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Thursday, February 02, 2006

End of the Spear Controversy

End of the Spear is a film that recounts a story cherished by evangelicals: the murder of five missionaries by Ecuadorian tribesmen, who later convert to the faith. The film has been supported by Steve Saint, a son of one of the victims, as well as by Mincayani, one of the tribesmen involved in the killings. It also stars a gay actor and activist, Chad Allen, which has caused controversy with some Christian leaders and bloggers (read this CT piece for a summary). Here are some comments of certain evangelicals toward the film and casting of Mr. Allen:

"Granted, we must not overreact. And it would probably be an overreaction to firebomb these men's houses. But what they have done is no mistake. It is a calculated strategy."
--posting on website of Kevin T. Bauder, president of Central Baptist Seminary

Yeah, firebombing probably would be an overreaction.

"Many evangelicals are concerned that young people inspired by the movie will look up Mr. Allen on the Web and "get exposed to his views on homosexuality, and that would cause some of them to question Biblical views of homosexuality and every other sin,"
--Will Hall, executive director of, Southern Baptist Convention news service

If this is the case, why stop at film? We better forbid our children to buy products, eat at restaraunts, visit public spaces of any kind where they might actually come across a gay person. Because this exposure clearly will lead them to succumb to the homosexual lifestyle, if not "every other sin." Once they learn to work that Google, it's over. (Then there's that pesky little issue of how our culture fortresses can't keep the sin out of our hearts...see Man, Fall of)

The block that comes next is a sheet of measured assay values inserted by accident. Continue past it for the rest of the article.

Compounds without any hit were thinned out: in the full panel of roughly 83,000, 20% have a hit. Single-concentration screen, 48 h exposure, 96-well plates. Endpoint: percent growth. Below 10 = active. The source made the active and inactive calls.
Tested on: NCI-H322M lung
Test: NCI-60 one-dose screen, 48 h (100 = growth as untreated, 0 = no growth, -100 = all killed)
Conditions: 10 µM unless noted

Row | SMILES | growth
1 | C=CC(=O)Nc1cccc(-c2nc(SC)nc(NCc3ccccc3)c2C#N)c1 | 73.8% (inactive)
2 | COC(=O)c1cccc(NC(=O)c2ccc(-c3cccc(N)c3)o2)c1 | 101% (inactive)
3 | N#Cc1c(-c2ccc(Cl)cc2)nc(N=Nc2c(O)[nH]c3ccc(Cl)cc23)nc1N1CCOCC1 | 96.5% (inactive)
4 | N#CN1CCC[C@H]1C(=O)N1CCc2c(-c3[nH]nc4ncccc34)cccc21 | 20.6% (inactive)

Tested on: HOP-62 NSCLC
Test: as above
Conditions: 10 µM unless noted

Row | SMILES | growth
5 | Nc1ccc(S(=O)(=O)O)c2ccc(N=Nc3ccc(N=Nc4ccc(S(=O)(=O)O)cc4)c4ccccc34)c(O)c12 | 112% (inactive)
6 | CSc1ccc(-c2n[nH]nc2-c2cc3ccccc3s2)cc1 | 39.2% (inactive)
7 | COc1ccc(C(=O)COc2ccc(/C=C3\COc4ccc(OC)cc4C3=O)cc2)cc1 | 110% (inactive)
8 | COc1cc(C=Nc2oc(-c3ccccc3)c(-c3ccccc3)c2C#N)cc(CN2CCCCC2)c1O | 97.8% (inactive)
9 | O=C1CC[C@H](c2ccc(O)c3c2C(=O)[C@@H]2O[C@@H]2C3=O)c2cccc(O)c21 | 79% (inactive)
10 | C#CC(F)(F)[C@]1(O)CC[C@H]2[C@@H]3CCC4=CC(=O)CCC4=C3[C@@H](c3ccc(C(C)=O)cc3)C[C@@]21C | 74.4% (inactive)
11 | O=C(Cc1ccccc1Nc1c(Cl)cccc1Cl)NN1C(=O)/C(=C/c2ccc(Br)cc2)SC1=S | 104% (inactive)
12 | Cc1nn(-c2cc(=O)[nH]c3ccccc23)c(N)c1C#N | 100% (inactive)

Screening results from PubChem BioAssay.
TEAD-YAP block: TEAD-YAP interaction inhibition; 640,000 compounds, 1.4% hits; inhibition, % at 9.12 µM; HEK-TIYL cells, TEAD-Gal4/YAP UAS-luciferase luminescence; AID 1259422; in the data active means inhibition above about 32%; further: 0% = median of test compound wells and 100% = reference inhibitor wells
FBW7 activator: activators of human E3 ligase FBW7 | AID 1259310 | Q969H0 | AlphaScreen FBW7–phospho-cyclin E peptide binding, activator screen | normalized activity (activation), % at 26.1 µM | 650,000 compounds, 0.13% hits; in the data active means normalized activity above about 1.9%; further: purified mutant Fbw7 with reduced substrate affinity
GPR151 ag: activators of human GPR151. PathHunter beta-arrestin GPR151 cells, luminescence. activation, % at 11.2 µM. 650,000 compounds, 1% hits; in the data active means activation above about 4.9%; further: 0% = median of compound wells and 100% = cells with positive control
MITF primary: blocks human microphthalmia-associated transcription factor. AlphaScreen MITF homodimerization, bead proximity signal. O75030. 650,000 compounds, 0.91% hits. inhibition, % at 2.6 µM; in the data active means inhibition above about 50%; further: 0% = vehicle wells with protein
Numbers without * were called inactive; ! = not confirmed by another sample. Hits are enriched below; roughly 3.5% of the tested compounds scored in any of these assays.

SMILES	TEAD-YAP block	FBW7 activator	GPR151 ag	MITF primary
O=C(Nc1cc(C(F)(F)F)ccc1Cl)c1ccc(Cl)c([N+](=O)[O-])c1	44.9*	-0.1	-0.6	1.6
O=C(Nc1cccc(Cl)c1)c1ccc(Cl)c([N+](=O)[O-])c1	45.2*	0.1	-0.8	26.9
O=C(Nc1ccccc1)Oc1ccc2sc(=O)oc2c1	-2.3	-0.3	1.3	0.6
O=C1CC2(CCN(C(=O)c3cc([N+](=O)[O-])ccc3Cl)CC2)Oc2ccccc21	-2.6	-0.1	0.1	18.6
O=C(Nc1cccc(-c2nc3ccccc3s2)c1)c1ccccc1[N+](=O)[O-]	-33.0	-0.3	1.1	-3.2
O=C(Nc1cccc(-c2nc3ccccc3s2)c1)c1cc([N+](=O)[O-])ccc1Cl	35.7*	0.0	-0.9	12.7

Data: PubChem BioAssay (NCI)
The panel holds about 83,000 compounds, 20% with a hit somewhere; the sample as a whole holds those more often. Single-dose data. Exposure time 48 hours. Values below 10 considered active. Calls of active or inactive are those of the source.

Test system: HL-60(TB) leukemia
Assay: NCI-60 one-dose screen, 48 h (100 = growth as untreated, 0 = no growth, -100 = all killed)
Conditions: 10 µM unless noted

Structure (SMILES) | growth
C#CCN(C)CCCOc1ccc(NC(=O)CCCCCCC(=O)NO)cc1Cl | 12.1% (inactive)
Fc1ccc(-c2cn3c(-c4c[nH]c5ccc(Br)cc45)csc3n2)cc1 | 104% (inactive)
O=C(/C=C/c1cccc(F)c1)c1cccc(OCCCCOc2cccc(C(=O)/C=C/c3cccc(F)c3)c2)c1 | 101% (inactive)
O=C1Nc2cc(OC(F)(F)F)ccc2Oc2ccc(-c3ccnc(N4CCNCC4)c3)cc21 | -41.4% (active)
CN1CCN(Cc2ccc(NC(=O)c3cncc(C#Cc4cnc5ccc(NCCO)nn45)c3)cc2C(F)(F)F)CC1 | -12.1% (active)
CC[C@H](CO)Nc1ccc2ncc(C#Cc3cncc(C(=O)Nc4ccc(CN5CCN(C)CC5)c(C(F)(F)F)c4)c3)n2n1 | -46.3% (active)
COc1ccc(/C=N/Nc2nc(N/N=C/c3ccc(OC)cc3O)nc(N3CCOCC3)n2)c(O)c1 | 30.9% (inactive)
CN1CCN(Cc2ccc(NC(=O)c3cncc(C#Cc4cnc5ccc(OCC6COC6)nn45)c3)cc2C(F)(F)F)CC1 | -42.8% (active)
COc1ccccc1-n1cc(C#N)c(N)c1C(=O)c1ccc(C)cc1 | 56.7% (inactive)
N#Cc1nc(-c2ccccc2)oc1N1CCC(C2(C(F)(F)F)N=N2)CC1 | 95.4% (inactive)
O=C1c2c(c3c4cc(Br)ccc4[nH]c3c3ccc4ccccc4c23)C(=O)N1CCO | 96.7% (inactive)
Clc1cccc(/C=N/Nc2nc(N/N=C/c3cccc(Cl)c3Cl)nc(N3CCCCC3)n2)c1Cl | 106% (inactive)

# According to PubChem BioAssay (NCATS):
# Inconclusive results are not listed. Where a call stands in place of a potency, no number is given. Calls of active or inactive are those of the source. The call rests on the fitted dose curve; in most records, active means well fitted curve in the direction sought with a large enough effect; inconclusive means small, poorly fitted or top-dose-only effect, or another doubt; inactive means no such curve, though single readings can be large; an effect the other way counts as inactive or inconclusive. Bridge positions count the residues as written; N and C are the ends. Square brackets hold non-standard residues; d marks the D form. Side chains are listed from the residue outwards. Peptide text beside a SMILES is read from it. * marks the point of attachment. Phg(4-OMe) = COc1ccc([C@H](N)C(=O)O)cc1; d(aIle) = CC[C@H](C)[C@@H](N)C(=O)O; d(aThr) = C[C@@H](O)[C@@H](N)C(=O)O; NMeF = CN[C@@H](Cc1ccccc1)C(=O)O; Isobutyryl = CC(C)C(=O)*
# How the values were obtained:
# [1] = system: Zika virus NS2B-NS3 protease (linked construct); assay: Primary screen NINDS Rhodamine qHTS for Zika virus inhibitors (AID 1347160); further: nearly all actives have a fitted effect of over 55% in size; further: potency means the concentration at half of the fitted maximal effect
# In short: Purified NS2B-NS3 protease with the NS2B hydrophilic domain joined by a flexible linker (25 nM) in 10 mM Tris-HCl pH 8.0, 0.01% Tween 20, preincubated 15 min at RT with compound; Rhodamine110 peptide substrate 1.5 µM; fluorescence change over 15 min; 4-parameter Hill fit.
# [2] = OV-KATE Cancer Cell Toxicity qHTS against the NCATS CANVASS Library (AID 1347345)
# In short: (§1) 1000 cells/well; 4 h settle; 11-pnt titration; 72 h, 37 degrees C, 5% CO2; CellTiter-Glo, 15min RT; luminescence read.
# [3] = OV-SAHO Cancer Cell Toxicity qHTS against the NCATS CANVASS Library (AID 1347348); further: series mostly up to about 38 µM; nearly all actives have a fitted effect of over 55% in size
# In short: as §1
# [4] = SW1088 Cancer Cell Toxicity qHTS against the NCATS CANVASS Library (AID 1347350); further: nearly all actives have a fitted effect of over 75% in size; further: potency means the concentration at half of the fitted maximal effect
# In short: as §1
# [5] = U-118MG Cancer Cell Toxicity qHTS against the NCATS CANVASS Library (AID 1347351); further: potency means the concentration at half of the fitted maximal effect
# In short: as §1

"Steve has sadly contributed to tarnishing the memory and mission of his own father by this unfortunate severe lapse of biblical discernment (1 Thess. 5:21ff)."
--Steve Camp, CCM singer and blogger

If you're comfortable enough determining who's (not) a regenerate Christian, I guess you're not far off from being able to tell someone that he just spit on his father's grave.

You sense my frustration. Look, the casting of Allen does present ironies if not outright dilemmas. Saint himself said so, but has continued to offer Allen support (see below). But how far do these culture warriors want to take this? Because the logical conclusion of this approach leaves you in a cultural hermetic bubble, without any relationship to those of differing beliefs and practices. This isn't about surrendering to PC ideologies. It's about loving our neighbors and not confusing "in the world" with "of the world."

On the flip side, Steve Saint is a Christian who does not agree with homosexuality. And yet, here's what Chad Allen had to say about him on Larry King Live:

Steve Saint called me today, and he said, I need you to know that I'm sitting here with Mincayani. We'll be watching you tonight. We love you. We are on your side. And I know that we have those differences, but we are walking through this together. That's where we're going to go.

Loving our neighbors even when we disagree with them. Maybe the public face of evangelical Christianity that's been presented to Mr. Allen won't chase him away for good after all.

P.S. It should be pointed out that many evangelicals are critiquing the merits of the film itself and not for its culture war fodder. Read here and here for two examples.

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